"The A. C. Farmers Union Cooperative Association did a gross business of nearly $400,000, according to the auditor's report at the annual meeting of the organization held yesterday in the Security National bank building," stated A. E. Allard, the company's manager, this morning.

Directors were elected yesterday as follows: Anthony Smith, T. L. Casement, E. B. Sterling, John Hankins, J. O. Rambo, George Anderson, Harry Lewis, and F. H. Lemmert.

They will hold a meeting within the next ten days to elect president, secretary, and treasurer.

The organization has about 275 members consisting of farmers living within a radius of ten to fifteen miles around Arkansas City. Besides buying wheat, corn, oats, and other farm products, the union also handles a line of farm machinery and operates an elevator. It is one of the strong institutions of Arkansas City, with elevator, warehouses, and office located near the Santa Fe railroad at 200 South D street.




Ed Ryan, former manager of the Mid-Co refinery in this city, went to Tulsa this morning. Negotiations are still pending for the transfer of the Mid-Co refinery to Kistle Brothers, and Mr. Ryan was called to Tulsa for the purpose of aiding in pushing the deal over.

Mr. Ryan is one of the big expert refinery men of the mid-continent field and it is believed he is going to be able to get the Mid-Co refinery started again in this city or aid very materially in doing so. Assistant Superintendent Hanley, formerly of the Mid-Co company, is still in the city, remaining here expecting the refinery to start up again at a very early date. It is said that 450 tanks cars belonging to Mid-Co have been assembled in the yards of the company here for the use of the refinery when it opens.

Those in position to know claim the idleness of the plant is damaging it considerably and that something will be done very soon because of this fact and the further fact of the continued expense of taxes, insurance, and the pay of the force now in charge of the plant.

It is said the Kistle Brothers have visited St. Louis for the purpose of negotiating with the Milliken people, and from there have gone on to New York. This is taken to indicate that the Milliken people have not turned down the proposition of the Kistle Brothers, but have it under consideration. One reason the refinery has not been started up is because the Milliken company is holding out for bigger money.






Raid near old Cement plant Results in Arrest of Two Men.

Sheriff Charles Goldsmith and "his gang," swooped upon a whiskey still in a draw on the cement plant farm east of Arkansas City last night, capturing a 60 gallon a day capacity still and two men.

Accompanying the sheriff were Undersheriff Don Goldsmith, Deputies Goforth and Eaton.

The officers crept up to the draw where the whiskey plant was located. Smoke curled above the tree tops. Two men were seen operating the still.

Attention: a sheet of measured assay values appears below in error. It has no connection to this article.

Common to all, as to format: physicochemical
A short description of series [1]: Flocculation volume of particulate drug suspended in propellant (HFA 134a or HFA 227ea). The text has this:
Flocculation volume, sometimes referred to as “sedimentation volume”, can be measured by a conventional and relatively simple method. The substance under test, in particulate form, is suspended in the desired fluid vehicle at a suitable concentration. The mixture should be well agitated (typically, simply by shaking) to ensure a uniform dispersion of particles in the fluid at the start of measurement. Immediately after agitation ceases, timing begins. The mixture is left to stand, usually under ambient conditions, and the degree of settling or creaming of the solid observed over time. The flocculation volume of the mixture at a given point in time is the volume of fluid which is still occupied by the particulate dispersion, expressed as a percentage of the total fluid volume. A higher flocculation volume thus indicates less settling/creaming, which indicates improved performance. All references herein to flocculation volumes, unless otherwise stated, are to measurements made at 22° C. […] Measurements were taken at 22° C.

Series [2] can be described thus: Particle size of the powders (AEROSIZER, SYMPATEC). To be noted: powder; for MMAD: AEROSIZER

Pistol Fire Halts Men

When they saw the officers, they broke into a run. Firing broke loose and after several shots had been fired at the fleeing men, they halted and surrendered. They were Ralph Tubbe, 24, married man with a wife and two children, and Harvey Easton. They were taken to Winfield along with the moonshine equipment for arraignment on the charge of manufacturing and possessing whiskey. Tubbe has the farm leased.

"Shucks," said one of the men, "we are not operating a still for illicit purposes. We are just separating the alcohol from the corn before we feed the corn to the hogs. The alcohol would make them drunk."

"That's right," said the sheriff. "I've heard that corn whiskey will also make human beings cut some wild capers."

Get Three Gallons of Booze

Two barrels of mash were found in the vicinity of the still. The officers also got three gallons of green corn whiskey. It is the belief of the raiding squad from the sheriff's office that Arkansas City has its main supply of bootleg booze cut off by the capture of this still, which is said to be the largest one in operation in the county. It was the wholesale plant which fed the local bootleggers, the sheriff believes.

"We have been on the trail of this plant for a long time," said Goldsmith. "Easton is well known to us and we have been trailing him since he came back to the county. Tubbe is a younger man and we are sorry for his family, but we had to do our duty. Too much booze has been circulating in Cowley county, and the bootleggers have been reaping a rich harvest. I believe there will be a drouth in Arkansas City, especially since we made this raid."




A few days since, the Traveler published a page advertisement which contained a list of the building permits in Arkansas City for the past year. It amounted to over $600,000.00, which is a good showing for last year in any town the size of Arkansas City. Almost one hundred residences were built during that time, besides numerous other buildings which we have enumerated at different times.